Pharmacology And Therapeutics 95

Europhen = Cresol iodide. Losophan = Tri-iodo cresol.

Pharmacology And Therapeutics 96

The Chemical Relationships of the Phenol Group of Disinfectants.

Creosote, which is an empyreumatic volatile oil obtained during the distillation of wood-tar, contains 70 to 80 per cent. of guaiacol with cresol and creosol. A few drops may be used with steam in the same conditions as the compound tincture of benzoin, or it may be dropped on the sponge of a zinc respirator. Because of its strong odor, it is employed as an inhalant in ozena, fetid bronchitis, tuberculosis, bronchiectasis, gangrene of lung, etc. Internally, its chief employment is in pulmonary tuberculosis or persistent bronchitis, in dose of 5 minims (0.3 c.c.). It is very irritant to many stomachs and disagreeable to the taste, but it can often be taken in milk or cod-liver oil, or with a strong tasting tincture, such as the compound tincture of gentian. In some cases of tuberculosis it has a good effect on appetite, fever, and night-sweats. It is excreted to some extent by the lungs, as noticed in the breath and sputum, but there is no evidence of any antiseptic value in tubercle tissue or in the bronchi. Creosote carbonate (the carbonic ester) is a liquid of less penetrating odor and less biting taste, and it may be odorless and tasteless.

Guaiacol, the chief constituent of creosote, is an oily liquid, and is used in the same way as creosote; dose, 5 minims (0.3 c.c). It is also employed as a counterirritant in epididymitis and tuberculous peritonitis. Guaiacol carbonate (the carbonic ester) is a solid, and is given in 5-grain (0.3 gm.) capsules. It is tasteless and odorless and is usually well borne by the stomach.

Cresol is much more germicidal than phenol. Compound cresol solution (liquor cresolis compositus) consists of 50 per cent. of cresol in a solution of soft soap. It is used in 1 per cent. solution in water. Proprietary remedies of similar nature are lysol and creolin. Fatal poisoning has several times resulted from confusion over the name lysol. At the Hygienic Laboratory the disinfecting value in inorganic solutions as compared with phenol was, for compound cresol solution, 3; for creolin, 3.25; for lysol, 2.12. In solutions of peptone and gelatin, the value for compound cresol solution was 1.87; for creolin, 2.52; and for lysol, 1.57.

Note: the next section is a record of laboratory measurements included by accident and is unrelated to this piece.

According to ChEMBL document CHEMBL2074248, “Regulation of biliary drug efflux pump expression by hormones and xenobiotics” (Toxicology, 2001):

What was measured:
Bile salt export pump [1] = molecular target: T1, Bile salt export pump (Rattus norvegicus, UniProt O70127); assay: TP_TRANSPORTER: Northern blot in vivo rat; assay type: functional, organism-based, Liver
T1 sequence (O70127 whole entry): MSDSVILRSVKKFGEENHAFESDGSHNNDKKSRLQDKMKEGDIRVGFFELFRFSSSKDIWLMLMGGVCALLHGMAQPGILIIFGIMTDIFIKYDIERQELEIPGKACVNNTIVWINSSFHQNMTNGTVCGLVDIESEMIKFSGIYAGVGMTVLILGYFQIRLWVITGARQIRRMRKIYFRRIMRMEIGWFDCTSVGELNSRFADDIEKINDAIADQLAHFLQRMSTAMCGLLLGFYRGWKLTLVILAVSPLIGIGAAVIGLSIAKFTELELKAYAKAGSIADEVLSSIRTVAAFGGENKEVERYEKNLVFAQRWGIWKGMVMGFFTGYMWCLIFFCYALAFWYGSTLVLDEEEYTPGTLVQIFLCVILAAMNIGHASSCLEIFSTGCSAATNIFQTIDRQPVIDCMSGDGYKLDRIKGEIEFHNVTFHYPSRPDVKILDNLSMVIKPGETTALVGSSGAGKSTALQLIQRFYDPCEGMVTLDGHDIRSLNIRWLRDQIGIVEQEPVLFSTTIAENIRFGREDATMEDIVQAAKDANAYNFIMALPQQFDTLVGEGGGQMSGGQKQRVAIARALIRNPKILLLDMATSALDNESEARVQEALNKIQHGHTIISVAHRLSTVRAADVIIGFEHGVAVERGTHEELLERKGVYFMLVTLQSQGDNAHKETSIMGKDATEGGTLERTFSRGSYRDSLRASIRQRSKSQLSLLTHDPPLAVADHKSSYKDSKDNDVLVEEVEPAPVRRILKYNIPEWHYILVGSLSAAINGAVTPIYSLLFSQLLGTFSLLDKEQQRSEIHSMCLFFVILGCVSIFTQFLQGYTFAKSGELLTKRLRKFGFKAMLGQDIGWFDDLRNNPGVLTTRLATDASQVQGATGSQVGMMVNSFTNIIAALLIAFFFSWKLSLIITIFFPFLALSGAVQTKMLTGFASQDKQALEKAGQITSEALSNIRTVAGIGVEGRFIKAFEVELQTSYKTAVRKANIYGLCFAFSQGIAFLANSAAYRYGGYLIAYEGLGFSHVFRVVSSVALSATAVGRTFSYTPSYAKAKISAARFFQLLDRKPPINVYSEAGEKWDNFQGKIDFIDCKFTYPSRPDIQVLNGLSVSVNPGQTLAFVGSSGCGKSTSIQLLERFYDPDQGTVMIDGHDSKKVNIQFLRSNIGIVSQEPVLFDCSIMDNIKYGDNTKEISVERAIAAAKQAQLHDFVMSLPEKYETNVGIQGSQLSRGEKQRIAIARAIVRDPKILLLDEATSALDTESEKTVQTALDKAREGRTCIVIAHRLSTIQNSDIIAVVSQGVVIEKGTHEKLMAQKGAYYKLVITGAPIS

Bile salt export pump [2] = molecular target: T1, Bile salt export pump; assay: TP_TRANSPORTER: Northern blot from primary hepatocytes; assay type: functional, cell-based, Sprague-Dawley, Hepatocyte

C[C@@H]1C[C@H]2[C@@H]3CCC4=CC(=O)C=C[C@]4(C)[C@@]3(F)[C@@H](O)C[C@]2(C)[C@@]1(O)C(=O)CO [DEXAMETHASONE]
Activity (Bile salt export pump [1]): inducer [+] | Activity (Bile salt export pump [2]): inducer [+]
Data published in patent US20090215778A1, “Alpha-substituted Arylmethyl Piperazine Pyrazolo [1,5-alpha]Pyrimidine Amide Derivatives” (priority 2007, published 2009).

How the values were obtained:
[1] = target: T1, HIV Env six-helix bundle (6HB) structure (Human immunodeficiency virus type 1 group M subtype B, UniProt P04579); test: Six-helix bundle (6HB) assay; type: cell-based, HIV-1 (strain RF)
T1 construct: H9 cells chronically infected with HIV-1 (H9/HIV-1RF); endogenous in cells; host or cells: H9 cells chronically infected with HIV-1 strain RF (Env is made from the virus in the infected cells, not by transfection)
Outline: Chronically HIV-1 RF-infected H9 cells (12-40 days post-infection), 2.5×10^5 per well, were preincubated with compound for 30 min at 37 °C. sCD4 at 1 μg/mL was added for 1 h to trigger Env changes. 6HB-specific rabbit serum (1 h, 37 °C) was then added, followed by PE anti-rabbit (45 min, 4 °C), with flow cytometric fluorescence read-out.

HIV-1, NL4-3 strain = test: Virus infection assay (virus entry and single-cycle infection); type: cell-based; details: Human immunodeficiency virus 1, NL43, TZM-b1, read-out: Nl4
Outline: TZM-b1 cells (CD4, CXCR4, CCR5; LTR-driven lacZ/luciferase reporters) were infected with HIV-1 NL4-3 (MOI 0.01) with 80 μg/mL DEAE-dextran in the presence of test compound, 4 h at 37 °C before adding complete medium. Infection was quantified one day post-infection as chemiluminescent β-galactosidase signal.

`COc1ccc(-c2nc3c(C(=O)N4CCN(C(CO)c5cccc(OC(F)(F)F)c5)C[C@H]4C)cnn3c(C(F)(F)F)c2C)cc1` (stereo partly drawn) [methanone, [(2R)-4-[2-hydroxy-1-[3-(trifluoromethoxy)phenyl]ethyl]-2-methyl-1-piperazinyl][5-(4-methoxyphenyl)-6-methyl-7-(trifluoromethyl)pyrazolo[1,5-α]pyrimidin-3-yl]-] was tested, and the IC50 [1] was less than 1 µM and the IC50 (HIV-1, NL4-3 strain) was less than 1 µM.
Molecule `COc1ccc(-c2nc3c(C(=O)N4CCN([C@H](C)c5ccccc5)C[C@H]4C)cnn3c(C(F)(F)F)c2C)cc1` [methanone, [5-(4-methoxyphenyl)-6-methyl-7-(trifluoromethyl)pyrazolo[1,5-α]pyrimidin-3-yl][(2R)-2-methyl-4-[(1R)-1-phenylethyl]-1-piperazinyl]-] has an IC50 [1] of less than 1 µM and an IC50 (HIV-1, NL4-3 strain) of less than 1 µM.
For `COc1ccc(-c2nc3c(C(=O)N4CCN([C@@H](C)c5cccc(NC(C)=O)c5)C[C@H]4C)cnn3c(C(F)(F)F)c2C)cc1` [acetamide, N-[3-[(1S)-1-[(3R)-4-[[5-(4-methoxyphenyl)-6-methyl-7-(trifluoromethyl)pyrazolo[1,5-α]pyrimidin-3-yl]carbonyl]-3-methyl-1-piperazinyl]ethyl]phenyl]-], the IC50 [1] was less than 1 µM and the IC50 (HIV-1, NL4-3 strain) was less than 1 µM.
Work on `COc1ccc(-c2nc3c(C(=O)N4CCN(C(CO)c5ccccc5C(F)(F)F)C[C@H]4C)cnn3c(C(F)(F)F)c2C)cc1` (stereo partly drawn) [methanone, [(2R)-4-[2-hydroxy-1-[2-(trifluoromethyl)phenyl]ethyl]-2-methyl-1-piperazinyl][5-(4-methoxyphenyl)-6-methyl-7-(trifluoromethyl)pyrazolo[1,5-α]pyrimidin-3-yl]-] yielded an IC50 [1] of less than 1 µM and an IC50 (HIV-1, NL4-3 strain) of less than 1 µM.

Resorcinol (resorcin), readily soluble in water and alcohol, is used in 10 per cent. solution as a scalp wash for dandruff, and in skin lotions as antiseptic and antipruritic. In the stomach it is antifermentative; dose, 5 grains (0.3 gm.). A number of cases of poisoning are reported, even from the application of an ointment.

Pyrogallol turns brown on exposure to air. It is employed in fungous skin diseases. Tar and oil of cade are added to ointments for chronic eczema and ring-worm. The syrup of tar (syrupus picis liquidae) is used in bronchitis as an expectorant. Naphthalin and beta-naphthol have a questionable value as intestinal antiseptics; dose, 5 grains (0.3 gm.). Fatalities are reported from a dose of 1.75 gm. of naphthalin given for thread-worms, and from moth-balls eaten by children. Tri-methol (trimethyl-methoxy-phenol), a proprietary remedy proposed as an intestinal disinfectant, is given in capsule or tablet in doses of about 20 a day. It may be irritant to the stomach. For children a syrup is obtainable. The iodine phenol compounds are probably antiseptic rather in relation to their phenol constituent than to their iodine; they were brought out as substitutes for iodoform. Thymol iodide (aristol) is much employed as an antiseptic dusting-powder.

Volatile Oils

Eucalyptol is one of the strongest antiseptics in the volatile oil group, but, owing to its oily nature, cannot readily be employed as an antiseptic. Its chief use is as an inhalant in respiratory diseases, coryza, whooping-cough, bronchitis, etc., either with steam or by respirator, or sprayed from an atomizer. A favorite spray consists of about 2 per cent. each of eucalyptol, camphor, and menthol, dissolved in liquid paraffin. An application for burns is gauze impregnated with paraffin containing eucalyptol and other aromatic disinfectants. Oil of cinnamon, oil of cloves, and eugenol are used by dentists.

Antiseptic solution (liquor antisepticus, N. F.) has been shown to have very slight, if any, antiseptic power. Its chief use is as a pleasant mouth-wash, and it is an official substitute for a number of proprietaries incorrectly called antiseptic, and aptly dubbed by Sollmann the "psychic antiseptics." For ingredients, see page 489.